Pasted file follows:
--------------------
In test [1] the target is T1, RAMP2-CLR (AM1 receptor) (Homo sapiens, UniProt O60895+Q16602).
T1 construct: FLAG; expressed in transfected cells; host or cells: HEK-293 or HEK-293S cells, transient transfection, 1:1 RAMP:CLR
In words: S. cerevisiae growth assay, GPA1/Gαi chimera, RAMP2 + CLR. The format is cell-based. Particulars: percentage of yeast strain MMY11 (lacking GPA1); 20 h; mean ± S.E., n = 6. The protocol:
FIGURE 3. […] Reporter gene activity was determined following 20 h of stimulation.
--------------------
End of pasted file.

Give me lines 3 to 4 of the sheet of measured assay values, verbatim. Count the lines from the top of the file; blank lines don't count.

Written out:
In words: S. cerevisiae growth assay, GPA1/Gαi chimera, RAMP2 + CLR. The format is cell-based. Particulars: percentage of yeast strain MMY11 (lacking GPA1); 20 h; mean ± S.E., n = 6. The protocol:
FIGURE 3. […] Reporter gene activity was determined following 20 h of stimulation.